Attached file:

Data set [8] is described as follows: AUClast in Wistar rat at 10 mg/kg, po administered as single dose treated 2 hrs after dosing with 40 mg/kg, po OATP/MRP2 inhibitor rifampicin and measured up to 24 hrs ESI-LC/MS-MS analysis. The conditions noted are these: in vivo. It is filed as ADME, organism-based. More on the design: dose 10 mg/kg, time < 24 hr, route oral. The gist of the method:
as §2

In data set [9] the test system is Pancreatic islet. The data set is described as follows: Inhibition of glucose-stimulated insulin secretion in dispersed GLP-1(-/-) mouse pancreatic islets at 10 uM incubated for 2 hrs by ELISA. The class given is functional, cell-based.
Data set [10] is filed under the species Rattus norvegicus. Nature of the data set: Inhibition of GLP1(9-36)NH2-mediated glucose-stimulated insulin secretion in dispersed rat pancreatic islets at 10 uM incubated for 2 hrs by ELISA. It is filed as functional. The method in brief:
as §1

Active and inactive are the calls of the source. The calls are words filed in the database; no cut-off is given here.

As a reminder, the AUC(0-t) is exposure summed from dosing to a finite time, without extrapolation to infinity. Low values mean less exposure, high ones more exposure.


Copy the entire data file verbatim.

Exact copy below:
Data set [8] is described as follows: AUClast in Wistar rat at 10 mg/kg, po administered as single dose treated 2 hrs after dosing with 40 mg/kg, po OATP/MRP2 inhibitor rifampicin and measured up to 24 hrs ESI-LC/MS-MS analysis. The conditions noted are these: in vivo. It is filed as ADME, organism-based. More on the design: dose 10 mg/kg, time < 24 hr, route oral. The gist of the method:
as §2

In data set [9] the test system is Pancreatic islet. The data set is described as follows: Inhibition of glucose-stimulated insulin secretion in dispersed GLP-1(-/-) mouse pancreatic islets at 10 uM incubated for 2 hrs by ELISA. The class given is functional, cell-based.
Data set [10] is filed under the species Rattus norvegicus. Nature of the data set: Inhibition of GLP1(9-36)NH2-mediated glucose-stimulated insulin secretion in dispersed rat pancreatic islets at 10 uM incubated for 2 hrs by ELISA. It is filed as functional. The method in brief:
as §1

Active and inactive are the calls of the source. The calls are words filed in the database; no cut-off is given here.

As a reminder, the AUC(0-t) is exposure summed from dosing to a finite time, without extrapolation to infinity. Low values mean less exposure, high ones more exposure.